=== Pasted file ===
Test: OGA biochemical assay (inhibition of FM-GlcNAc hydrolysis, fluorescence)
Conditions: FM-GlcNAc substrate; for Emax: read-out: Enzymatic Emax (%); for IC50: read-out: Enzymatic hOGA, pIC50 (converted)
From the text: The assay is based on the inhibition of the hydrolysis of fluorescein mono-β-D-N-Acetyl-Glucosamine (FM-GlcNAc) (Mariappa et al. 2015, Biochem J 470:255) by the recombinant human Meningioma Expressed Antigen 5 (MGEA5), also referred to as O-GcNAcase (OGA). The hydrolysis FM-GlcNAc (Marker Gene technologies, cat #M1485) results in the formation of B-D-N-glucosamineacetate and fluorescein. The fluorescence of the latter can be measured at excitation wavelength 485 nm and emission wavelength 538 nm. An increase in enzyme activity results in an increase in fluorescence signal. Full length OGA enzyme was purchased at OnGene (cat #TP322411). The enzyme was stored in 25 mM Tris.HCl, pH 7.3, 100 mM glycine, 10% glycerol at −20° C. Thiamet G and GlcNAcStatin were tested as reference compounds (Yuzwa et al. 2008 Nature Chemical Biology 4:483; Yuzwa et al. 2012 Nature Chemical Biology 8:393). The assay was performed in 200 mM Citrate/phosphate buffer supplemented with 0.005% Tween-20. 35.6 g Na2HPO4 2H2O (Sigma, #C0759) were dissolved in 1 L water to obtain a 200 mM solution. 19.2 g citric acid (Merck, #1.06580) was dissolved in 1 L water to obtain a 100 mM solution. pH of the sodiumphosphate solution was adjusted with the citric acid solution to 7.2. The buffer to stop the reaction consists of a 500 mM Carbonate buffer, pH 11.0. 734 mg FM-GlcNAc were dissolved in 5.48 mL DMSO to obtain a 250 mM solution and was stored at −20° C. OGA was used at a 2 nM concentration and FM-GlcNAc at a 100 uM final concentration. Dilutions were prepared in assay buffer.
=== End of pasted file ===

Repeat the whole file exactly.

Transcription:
Test: OGA biochemical assay (inhibition of FM-GlcNAc hydrolysis, fluorescence)
Conditions: FM-GlcNAc substrate; for Emax: read-out: Enzymatic Emax (%); for IC50: read-out: Enzymatic hOGA, pIC50 (converted)
From the text: The assay is based on the inhibition of the hydrolysis of fluorescein mono-β-D-N-Acetyl-Glucosamine (FM-GlcNAc) (Mariappa et al. 2015, Biochem J 470:255) by the recombinant human Meningioma Expressed Antigen 5 (MGEA5), also referred to as O-GcNAcase (OGA). The hydrolysis FM-GlcNAc (Marker Gene technologies, cat #M1485) results in the formation of B-D-N-glucosamineacetate and fluorescein. The fluorescence of the latter can be measured at excitation wavelength 485 nm and emission wavelength 538 nm. An increase in enzyme activity results in an increase in fluorescence signal. Full length OGA enzyme was purchased at OnGene (cat #TP322411). The enzyme was stored in 25 mM Tris.HCl, pH 7.3, 100 mM glycine, 10% glycerol at −20° C. Thiamet G and GlcNAcStatin were tested as reference compounds (Yuzwa et al. 2008 Nature Chemical Biology 4:483; Yuzwa et al. 2012 Nature Chemical Biology 8:393). The assay was performed in 200 mM Citrate/phosphate buffer supplemented with 0.005% Tween-20. 35.6 g Na2HPO4 2H2O (Sigma, #C0759) were dissolved in 1 L water to obtain a 200 mM solution. 19.2 g citric acid (Merck, #1.06580) was dissolved in 1 L water to obtain a 100 mM solution. pH of the sodiumphosphate solution was adjusted with the citric acid solution to 7.2. The buffer to stop the reaction consists of a 500 mM Carbonate buffer, pH 11.0. 734 mg FM-GlcNAc were dissolved in 5.48 mL DMSO to obtain a 250 mM solution and was stored at −20° C. OGA was used at a 2 nM concentration and FM-GlcNAc at a 100 uM final concentration. Dilutions were prepared in assay buffer.